The 14th of February this year brought me a confluence of events. It was my wife’s and my 32nd wedding anniversary, it was Valentine’s Day – and it was Ash Wednesday. Beginning a period of fasting, penance and reflection on this day is a little weird in many ways, but other folks also share this day on their own days when those dates cycle through the calendar.
Lent is a period of separation, a place of waiting, a time that reflects a withdrawal into the desert of solitude and prayer. The place of celebration and of joy comes at the end of Lent, at Easter in the Christian scene. Lent is meant to represent Jesus’s time in the wilderness being tempted by the evil one and his resistance to that.
I guess that the tempter could be seen by married couples as all those forces that strive to dislocate marriages: anger, jealousy, money, fear, betrayal, suspicion, lying, concealment, resentment, boredom and so on and so on.
Marriage is a serious job that requires serious self-inquiry and willingness to open and honest communication.
I think that marriage takes all of our powers to make it work. It takes humility to admit one’s own ineffectiveness, it takes courage to broach the subject of our own failings and it takes a sense of humor, too. It is not declaring failure to admit that we don’t have all the answers. There are methods to help restore marriages to effectiveness and happiness.
One of the most useful groups, in my opinion, that exists in the Christian world is called “Retrouvaille” — a French term that means rediscovery and that is (a) God centered and (b) while being founded in the Catholic tradition also works with couples of other faiths and even none. The organization is made up of a peer network of other couples who have gone through their own travails and have gained some deep knowledge. I can speak for the effectiveness and helpfulness of Retrouvaille’s work personally.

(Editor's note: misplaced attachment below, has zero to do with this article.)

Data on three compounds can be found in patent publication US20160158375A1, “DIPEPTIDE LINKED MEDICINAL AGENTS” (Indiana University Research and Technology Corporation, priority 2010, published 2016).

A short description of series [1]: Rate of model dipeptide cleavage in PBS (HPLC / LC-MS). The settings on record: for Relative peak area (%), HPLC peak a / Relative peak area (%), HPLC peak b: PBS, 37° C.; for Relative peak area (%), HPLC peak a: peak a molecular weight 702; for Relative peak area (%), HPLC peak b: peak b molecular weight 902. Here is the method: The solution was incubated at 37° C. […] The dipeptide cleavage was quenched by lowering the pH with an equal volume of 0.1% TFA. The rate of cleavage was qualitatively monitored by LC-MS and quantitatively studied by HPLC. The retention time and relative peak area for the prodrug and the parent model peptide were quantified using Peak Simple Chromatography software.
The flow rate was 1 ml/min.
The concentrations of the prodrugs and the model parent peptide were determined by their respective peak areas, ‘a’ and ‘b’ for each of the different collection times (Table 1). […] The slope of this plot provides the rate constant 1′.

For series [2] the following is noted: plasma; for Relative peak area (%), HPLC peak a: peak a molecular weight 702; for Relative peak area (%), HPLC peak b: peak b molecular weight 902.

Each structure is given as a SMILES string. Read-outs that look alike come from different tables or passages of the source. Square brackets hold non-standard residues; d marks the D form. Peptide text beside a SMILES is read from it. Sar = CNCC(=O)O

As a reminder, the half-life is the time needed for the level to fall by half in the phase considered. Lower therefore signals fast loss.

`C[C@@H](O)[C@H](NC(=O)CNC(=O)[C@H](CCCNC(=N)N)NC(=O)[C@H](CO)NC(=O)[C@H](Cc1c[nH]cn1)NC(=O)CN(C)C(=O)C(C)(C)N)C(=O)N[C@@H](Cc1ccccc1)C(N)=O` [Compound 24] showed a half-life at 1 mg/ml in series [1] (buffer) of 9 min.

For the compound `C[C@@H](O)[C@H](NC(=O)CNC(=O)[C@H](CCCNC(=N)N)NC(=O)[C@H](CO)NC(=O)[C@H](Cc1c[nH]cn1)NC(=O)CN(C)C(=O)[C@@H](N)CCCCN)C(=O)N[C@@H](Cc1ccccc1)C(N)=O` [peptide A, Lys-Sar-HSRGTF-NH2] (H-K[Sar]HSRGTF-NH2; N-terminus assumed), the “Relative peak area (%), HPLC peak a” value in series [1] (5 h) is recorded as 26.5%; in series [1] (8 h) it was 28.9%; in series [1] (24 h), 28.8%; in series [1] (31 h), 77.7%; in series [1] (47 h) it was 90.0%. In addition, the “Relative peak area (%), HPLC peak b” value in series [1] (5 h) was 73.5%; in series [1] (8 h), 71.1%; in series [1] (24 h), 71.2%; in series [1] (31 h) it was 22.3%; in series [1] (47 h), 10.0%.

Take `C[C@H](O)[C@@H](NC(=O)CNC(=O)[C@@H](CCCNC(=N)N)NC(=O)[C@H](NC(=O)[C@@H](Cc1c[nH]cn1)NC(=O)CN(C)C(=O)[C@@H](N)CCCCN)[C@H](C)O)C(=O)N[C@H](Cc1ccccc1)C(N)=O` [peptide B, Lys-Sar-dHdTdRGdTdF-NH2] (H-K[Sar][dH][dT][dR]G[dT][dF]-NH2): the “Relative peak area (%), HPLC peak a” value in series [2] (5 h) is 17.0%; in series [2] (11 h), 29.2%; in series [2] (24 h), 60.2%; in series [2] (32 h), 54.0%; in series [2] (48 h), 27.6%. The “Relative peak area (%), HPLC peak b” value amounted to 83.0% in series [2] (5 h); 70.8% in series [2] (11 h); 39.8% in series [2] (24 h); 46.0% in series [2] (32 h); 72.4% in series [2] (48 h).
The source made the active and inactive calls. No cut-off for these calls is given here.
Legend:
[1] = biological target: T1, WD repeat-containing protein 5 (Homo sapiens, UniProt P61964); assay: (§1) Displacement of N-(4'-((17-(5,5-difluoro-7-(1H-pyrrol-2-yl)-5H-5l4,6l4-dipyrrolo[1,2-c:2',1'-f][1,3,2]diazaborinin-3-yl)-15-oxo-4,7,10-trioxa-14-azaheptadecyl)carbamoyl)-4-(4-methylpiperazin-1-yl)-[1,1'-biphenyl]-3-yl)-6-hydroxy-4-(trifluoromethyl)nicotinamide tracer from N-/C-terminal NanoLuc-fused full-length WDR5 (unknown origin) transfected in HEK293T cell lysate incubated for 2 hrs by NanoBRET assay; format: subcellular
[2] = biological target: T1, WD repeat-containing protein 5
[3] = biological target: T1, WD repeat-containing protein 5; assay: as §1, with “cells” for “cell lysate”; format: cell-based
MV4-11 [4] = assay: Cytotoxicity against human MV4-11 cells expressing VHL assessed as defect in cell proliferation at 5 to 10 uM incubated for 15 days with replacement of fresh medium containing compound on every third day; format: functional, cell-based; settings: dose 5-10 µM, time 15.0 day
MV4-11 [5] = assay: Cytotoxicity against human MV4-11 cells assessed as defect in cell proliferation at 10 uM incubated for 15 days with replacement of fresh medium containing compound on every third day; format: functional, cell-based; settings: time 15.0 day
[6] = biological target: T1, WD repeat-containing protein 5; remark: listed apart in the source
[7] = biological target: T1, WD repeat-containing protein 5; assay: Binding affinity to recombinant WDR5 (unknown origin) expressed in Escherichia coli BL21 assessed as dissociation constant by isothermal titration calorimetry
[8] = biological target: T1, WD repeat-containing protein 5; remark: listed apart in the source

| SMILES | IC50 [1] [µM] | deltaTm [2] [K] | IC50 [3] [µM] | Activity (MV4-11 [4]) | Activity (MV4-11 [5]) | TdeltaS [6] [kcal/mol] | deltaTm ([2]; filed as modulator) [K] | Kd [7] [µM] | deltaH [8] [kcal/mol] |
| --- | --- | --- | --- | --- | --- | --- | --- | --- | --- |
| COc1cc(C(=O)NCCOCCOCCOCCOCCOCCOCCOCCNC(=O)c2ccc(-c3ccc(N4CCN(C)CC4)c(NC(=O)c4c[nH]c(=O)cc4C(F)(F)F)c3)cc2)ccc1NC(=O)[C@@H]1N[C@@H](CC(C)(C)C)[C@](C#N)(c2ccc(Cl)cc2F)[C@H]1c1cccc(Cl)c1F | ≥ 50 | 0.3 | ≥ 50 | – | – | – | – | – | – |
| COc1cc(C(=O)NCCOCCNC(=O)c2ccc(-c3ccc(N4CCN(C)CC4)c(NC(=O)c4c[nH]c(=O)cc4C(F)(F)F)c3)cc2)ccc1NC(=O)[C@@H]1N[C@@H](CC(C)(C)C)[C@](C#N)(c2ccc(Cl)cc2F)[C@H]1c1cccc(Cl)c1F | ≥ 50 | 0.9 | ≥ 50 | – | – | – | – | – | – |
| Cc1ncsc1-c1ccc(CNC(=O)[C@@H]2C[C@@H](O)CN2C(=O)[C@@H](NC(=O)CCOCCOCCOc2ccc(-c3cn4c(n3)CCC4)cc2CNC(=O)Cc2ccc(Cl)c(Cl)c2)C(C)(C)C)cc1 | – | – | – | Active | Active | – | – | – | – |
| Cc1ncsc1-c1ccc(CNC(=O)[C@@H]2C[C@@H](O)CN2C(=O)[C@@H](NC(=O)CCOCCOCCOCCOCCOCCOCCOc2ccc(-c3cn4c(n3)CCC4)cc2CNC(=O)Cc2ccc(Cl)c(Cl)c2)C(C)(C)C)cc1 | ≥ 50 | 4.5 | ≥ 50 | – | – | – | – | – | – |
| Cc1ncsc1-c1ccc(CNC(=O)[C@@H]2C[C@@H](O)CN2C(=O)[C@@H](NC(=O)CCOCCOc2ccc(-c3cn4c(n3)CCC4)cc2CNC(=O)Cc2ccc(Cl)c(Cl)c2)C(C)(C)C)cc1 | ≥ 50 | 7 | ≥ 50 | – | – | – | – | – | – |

Similarly there is Marriage Encounter, also a couples based organization and a faith-based organization that will provide resource weekends to allow couples to explore strategies of cooperation and communication that have been found to work by other couples.
Marriage is hard work and requires heavy lifting. Couples who think that a marriage will bring them a relief from complexity — and a partner who can pay half their bills — are going to be disappointed. Marriage is ordained by the divine for a stronger, more loving and less selfish world of adventure that is capable of bearing the shocks of life and of sadness, when it comes, and also of rejoicing in the great pleasure of having a set of eyes to look into that you can love, and that will love you back, and possibly of sharing the delight of children with whom to build a greater world for God’s promise to be fulfilled.
So this Lenten season, for those married couples who wish to work together in Lent, find a way in which to work together to resist the temptation to anger and move apart, but seek to find ways in which to enrich the life and joy of your partner while sharing with them the joy and love of God.
Don’t keep your worship a secret, rejoice so that your partner may rejoice also.
Colin Brown is the former pastor of Good Shepherd Lutheran Church in Boardman.
Hearts and ashes